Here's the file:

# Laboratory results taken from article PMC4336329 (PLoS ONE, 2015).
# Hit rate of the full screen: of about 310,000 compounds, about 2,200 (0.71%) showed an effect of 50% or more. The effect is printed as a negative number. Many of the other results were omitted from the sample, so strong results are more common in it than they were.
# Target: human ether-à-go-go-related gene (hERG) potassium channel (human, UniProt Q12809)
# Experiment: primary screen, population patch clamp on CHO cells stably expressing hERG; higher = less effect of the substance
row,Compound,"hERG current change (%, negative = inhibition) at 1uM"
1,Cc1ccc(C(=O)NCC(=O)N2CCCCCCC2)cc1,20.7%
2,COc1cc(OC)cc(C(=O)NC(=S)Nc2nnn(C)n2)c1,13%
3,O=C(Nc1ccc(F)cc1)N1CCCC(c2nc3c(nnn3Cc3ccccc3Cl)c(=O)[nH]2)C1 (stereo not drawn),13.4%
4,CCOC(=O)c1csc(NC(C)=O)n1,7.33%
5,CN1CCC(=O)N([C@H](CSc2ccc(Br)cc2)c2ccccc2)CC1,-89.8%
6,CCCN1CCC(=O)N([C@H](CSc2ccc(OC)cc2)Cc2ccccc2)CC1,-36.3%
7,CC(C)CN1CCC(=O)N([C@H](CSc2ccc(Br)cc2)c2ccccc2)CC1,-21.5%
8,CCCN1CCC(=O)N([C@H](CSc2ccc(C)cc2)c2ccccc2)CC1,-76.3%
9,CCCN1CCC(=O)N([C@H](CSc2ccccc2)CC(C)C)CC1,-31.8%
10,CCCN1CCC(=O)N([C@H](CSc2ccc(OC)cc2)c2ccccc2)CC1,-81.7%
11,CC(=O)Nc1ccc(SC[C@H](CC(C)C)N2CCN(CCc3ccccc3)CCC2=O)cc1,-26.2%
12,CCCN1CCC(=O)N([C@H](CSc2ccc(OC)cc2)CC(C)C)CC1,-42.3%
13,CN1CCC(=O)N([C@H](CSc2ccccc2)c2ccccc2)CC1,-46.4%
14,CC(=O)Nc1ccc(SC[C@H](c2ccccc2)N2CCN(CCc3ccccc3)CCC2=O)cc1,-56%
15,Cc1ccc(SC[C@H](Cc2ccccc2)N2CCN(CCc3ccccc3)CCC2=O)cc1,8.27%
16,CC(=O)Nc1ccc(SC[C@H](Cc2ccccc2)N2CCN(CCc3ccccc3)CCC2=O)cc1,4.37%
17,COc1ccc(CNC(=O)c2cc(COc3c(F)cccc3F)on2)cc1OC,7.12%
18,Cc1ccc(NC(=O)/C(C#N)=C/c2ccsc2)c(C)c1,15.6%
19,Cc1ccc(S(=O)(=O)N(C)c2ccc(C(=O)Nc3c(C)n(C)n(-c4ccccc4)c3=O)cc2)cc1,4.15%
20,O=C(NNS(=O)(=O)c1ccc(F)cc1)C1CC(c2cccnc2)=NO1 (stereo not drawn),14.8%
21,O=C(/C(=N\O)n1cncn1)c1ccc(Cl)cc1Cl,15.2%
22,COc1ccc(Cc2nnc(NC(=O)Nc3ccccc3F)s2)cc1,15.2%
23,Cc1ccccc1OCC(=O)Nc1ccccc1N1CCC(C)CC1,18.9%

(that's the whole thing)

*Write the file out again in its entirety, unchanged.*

# Laboratory results taken from article PMC4336329 (PLoS ONE, 2015).
# Hit rate of the full screen: of about 310,000 compounds, about 2,200 (0.71%) showed an effect of 50% or more. The effect is printed as a negative number. Many of the other results were omitted from the sample, so strong results are more common in it than they were.
# Target: human ether-à-go-go-related gene (hERG) potassium channel (human, UniProt Q12809)
# Experiment: primary screen, population patch clamp on CHO cells stably expressing hERG; higher = less effect of the substance
row,Compound,"hERG current change (%, negative = inhibition) at 1uM"
1,Cc1ccc(C(=O)NCC(=O)N2CCCCCCC2)cc1,20.7%
2,COc1cc(OC)cc(C(=O)NC(=S)Nc2nnn(C)n2)c1,13%
3,O=C(Nc1ccc(F)cc1)N1CCCC(c2nc3c(nnn3Cc3ccccc3Cl)c(=O)[nH]2)C1 (stereo not drawn),13.4%
4,CCOC(=O)c1csc(NC(C)=O)n1,7.33%
5,CN1CCC(=O)N([C@H](CSc2ccc(Br)cc2)c2ccccc2)CC1,-89.8%
6,CCCN1CCC(=O)N([C@H](CSc2ccc(OC)cc2)Cc2ccccc2)CC1,-36.3%
7,CC(C)CN1CCC(=O)N([C@H](CSc2ccc(Br)cc2)c2ccccc2)CC1,-21.5%
8,CCCN1CCC(=O)N([C@H](CSc2ccc(C)cc2)c2ccccc2)CC1,-76.3%
9,CCCN1CCC(=O)N([C@H](CSc2ccccc2)CC(C)C)CC1,-31.8%
10,CCCN1CCC(=O)N([C@H](CSc2ccc(OC)cc2)c2ccccc2)CC1,-81.7%
11,CC(=O)Nc1ccc(SC[C@H](CC(C)C)N2CCN(CCc3ccccc3)CCC2=O)cc1,-26.2%
12,CCCN1CCC(=O)N([C@H](CSc2ccc(OC)cc2)CC(C)C)CC1,-42.3%
13,CN1CCC(=O)N([C@H](CSc2ccccc2)c2ccccc2)CC1,-46.4%
14,CC(=O)Nc1ccc(SC[C@H](c2ccccc2)N2CCN(CCc3ccccc3)CCC2=O)cc1,-56%
15,Cc1ccc(SC[C@H](Cc2ccccc2)N2CCN(CCc3ccccc3)CCC2=O)cc1,8.27%
16,CC(=O)Nc1ccc(SC[C@H](Cc2ccccc2)N2CCN(CCc3ccccc3)CCC2=O)cc1,4.37%
17,COc1ccc(CNC(=O)c2cc(COc3c(F)cccc3F)on2)cc1OC,7.12%
18,Cc1ccc(NC(=O)/C(C#N)=C/c2ccsc2)c(C)c1,15.6%
19,Cc1ccc(S(=O)(=O)N(C)c2ccc(C(=O)Nc3c(C)n(C)n(-c4ccccc4)c3=O)cc2)cc1,4.15%
20,O=C(NNS(=O)(=O)c1ccc(F)cc1)C1CC(c2cccnc2)=NO1 (stereo not drawn),14.8%
21,O=C(/C(=N\O)n1cncn1)c1ccc(Cl)cc1Cl,15.2%
22,COc1ccc(Cc2nnc(NC(=O)Nc3ccccc3F)s2)cc1,15.2%
23,Cc1ccccc1OCC(=O)Nc1ccccc1N1CCC(C)CC1,18.9%